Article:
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Mon May 27 2019

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Crossrail overspend in detail, section by section

3 May Deluded Crossrail managers ignored mounting evidence that the project was running away without them, the government spending watchdog says.

Value for money has yet to be ascertained, the NAO says
Value for money has yet to be ascertained, the NAO says

In a report, published today, the National Audit Office states that the way Crossrail has been delivered has driven unnecessary costs and damaged public value.It also analyses how, why and where the project ran into trouble.

Crossrail’s compressed schedule, the contractual model, the loss of downward pressure on costs, and the absence of an achievable plan were set against an atmosphere where ‘can do’ became unrealistic, the National Audit Office (NAO) says.

But until the Elizabeth line opens it is not possible to determine the overall value for money for taxpayers.

In April 2019, Crossrail Ltd announced that it plans to introduce Elizabeth line services on the central section between October 2020 and March 2021. However, Crossrail has not yet completed its assessment of the impact of this opening schedule on costs and it is still unclear when the full Elizabeth line service will start. Crossrail Ltd must now focus on completing its plans and delivering against them, the government’s financial watchdog says.

In February 2019, the NAO published a memorandum on Crossrail for the House of Commons public accounts committee (PAC), which examined the project’s overall progress, costs and potential for future delays. PAC concluded that final costs remained uncertain and that there was no date for when the railway would be fully operational.

In today’s report, called Completing Crossrail, the NAO has further identified how the programme ran into difficulty, which has so far led to £2.8bn of additional financing for the programme, including around £2bn of loans from the government to the Greater London Authority and Transport for London (TfL).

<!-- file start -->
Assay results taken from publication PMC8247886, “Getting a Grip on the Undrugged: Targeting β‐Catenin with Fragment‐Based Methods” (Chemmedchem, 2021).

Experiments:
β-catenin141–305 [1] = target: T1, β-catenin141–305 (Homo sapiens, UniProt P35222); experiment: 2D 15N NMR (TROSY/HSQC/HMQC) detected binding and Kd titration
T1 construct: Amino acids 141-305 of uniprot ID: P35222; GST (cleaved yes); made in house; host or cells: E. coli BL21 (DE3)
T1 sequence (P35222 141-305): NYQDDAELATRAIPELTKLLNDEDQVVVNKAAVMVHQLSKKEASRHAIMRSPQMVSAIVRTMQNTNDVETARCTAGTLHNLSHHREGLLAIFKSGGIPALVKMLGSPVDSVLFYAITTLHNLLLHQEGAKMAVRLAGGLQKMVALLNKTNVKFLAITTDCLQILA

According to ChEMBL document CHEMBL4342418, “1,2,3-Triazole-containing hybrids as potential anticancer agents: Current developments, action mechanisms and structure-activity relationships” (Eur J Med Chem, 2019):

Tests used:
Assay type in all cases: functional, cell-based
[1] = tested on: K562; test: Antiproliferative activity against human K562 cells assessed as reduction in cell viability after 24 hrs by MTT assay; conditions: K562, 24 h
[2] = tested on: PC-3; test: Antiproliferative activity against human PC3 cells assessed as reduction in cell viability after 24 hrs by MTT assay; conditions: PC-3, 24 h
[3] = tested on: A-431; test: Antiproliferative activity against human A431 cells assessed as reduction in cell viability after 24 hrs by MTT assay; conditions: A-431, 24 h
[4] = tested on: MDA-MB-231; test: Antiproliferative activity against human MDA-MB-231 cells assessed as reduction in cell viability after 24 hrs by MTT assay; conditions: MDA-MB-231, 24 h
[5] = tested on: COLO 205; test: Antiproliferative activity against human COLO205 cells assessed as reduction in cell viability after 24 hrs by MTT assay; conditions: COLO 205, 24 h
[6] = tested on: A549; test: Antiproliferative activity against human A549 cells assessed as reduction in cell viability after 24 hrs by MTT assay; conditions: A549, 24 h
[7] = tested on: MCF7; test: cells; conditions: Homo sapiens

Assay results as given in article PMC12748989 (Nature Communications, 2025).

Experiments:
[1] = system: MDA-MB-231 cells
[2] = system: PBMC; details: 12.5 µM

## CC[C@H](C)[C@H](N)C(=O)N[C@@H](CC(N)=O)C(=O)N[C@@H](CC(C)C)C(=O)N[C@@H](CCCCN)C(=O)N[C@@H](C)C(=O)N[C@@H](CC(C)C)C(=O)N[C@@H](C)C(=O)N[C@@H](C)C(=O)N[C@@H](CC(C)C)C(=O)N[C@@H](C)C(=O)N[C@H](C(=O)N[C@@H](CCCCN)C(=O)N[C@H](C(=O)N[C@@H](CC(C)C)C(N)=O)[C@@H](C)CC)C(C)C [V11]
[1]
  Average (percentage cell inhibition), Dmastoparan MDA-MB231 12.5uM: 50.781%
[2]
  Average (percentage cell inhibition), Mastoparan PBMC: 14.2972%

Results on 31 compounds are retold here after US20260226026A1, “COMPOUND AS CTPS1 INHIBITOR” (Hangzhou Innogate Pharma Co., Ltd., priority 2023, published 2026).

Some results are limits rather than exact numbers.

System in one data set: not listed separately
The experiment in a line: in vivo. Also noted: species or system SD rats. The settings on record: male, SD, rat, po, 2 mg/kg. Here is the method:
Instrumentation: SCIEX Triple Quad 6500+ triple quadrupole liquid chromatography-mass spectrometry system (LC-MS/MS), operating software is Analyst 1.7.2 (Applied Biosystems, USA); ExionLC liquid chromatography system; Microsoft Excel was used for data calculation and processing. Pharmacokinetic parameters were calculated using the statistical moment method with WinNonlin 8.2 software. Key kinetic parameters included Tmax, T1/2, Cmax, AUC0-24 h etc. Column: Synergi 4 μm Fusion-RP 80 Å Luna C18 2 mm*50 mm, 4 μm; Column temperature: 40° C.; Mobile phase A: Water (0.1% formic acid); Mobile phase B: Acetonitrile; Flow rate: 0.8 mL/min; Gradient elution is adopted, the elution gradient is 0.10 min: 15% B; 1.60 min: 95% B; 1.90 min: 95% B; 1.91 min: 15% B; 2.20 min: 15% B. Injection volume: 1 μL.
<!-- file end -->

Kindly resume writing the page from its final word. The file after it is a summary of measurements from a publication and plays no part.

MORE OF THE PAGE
The programme has been dominated by a fixed completion date of December 2018 set by Crossrail Ltd and the joint sponsors, the Department for Transport (DfT) and TfL. This date drove much of Crossrail Ltd’s decision making. Aiming for December 2018 meant multiple activities ran in parallel. The delivery approach, delays to some contracts and the decision to set and then stick to the December 2018 opening date, increased risks, the NAO says.

Despite this deadline, Crossrail Ltd did not start to produce a sufficiently detailed delivery plan against which to track progress until late 2018. Consequently, Crossrail had a gap in its understanding of delivery risks and the likelihood of meeting the December 2018 opening date.

By 2015, problems started to emerge and opportunities to change approach were missed. The sponsors had few effective contractual levers to enable them to take action as they had provided Crossrail with a high degree of autonomy to deliver the programme. 

Changes required to the design and to contractors’ delivery schedules has increased costs on most of the 36 main contracts. These changes resulted in increased contract costs of around £2.5bn between 2013 and 2018.

This £2.5bn cost increase was due to a combination of design changes (£714m), contractors’ claims for compensation events (£936m), schedule of works changes (326m), changes to scope (198m). A further £337m of additional cost is attributed to ‘other’ causes, including unexpected site conditions.

Pressures on the programme continued to escalate through to the end of 2018. Between February 2017 and December 2018, for example, the forecast final cost of the contract to install track and key systems in the tunnels increased by 80% from £532m to £956m. [See table below.]